The Hidden Threats of Obstetrics: The July Effect

Welcome to part one of our ‘Hidden Threats’ series, where we summarize some of the latest research regarding medical errors and structural issues that can impact the quality of patient care, both in obstetrics and in medicine generally. Every two weeks, we’ll be providing a short summary of the latest trends, research articles and news that patients may want to know about the way they get their healthcare. This week’s focus is the July Effect.

The July Effect - Hidden Dangers of Summer Medical Care


Summer Medical Care and Malpractice: The July Effect

In the US, July is the month when recent medical school graduates become residents and all current residents move up one year in their rotation. This ‘cohort turnover’ occurs when where the influx and outflux of entire classes of people mean a precipitous shift in the organization’s knowledge and skill. This results in:

  • A drop in the experience of healthcare providers in the hospital’s system (5).
  • A decrease in the number of doctors who know how the hospital system works and should work (5).

Functionally, this means an influx of new and untested medical staff unfamiliar with hospital protocols and procedures – and, most importantly, an increase in the rate of medical errors.

Hotly-Debated Impacts of New Residents on Medical Care

It is a well-known fact that medical errors decrease with greater experience. The same holds for medical care. As residents learn more about the units they are doing rotations in, they become comfortable with that unit’s processes and procedures. The older the residents are, the more well-trained they typically are in their roles. For example, assembly time for hysteroscopies improves with each subsequent residency year – the oldest residents were able to complete the procedure the most quickly. (1)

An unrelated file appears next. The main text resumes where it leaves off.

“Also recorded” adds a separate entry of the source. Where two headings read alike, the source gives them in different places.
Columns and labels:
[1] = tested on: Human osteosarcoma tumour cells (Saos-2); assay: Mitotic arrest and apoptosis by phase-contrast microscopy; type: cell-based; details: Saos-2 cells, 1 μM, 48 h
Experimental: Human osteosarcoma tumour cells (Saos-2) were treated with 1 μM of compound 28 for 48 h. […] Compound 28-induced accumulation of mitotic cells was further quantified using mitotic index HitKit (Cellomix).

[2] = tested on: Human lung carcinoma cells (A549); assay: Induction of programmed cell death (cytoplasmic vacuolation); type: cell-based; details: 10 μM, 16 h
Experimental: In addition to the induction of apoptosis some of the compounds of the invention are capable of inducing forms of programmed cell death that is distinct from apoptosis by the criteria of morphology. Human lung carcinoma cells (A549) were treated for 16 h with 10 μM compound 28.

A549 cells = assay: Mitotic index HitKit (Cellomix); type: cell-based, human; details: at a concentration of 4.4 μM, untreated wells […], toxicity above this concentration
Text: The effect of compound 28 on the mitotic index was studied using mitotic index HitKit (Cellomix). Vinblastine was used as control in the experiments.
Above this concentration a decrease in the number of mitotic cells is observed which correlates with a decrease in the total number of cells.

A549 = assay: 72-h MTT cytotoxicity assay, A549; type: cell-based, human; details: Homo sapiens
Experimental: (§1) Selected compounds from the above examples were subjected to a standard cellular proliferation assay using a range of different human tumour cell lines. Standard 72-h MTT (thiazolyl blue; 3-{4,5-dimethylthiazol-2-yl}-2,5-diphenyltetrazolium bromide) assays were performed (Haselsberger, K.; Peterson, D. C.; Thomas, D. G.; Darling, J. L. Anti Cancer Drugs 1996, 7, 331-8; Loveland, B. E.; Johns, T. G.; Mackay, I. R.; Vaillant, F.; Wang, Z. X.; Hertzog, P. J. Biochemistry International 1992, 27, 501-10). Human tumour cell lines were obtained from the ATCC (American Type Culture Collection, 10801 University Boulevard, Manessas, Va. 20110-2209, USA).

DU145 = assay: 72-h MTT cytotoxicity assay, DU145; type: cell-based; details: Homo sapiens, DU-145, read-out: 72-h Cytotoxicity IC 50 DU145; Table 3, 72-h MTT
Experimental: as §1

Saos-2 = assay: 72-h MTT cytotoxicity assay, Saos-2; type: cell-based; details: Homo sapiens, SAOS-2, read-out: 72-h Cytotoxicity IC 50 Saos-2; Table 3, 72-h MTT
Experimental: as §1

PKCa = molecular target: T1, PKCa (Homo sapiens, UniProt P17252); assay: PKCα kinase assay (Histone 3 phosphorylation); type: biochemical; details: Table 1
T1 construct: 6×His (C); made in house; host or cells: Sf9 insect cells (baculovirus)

New Residents, More Mistakes

What does this mean for patients? Residents must practice to achieve competency, just like in any other field. The problem? Residents practicing healthcare are dispensing care that impacts human lives. Errors matter. Ostensibly, residents are always supervised by an older, fully-trained attending physician, but short-staffing (especially during night shifts, weekends, and holidays) may mean that may not always be the case. (2) Newer residents mean greater errors, and greater errors translate to higher risk of adverse outcomes, up to and including greater mortality risk.

July Effect Widespread

The Hidden Threats of Obstetrics: The July EffectRecent analyses looking at specific outcomes find that the July effect is widespread, impacting multiple areas of practice in medicine. One study that looked specifically at teaching hospitals (ie, hospitals that train medical residents) found that fatal medication error rates spiked a whole 10% in the month of July – and in no other month (3). Further, this impact did not occur in counties without teaching hospitals, suggesting that these fatal medication errors are attributable specifically to the July effect. The greater the amount of teaching hospitals in that county, the larger the spike. However, the July effect is not confined to only medication errors – it has also been found reflected in higher complication rates for severely injured patients in teaching hospitals versus in nonteaching hospitals (4, 5), and in less efficient handoffs to the next shift (5).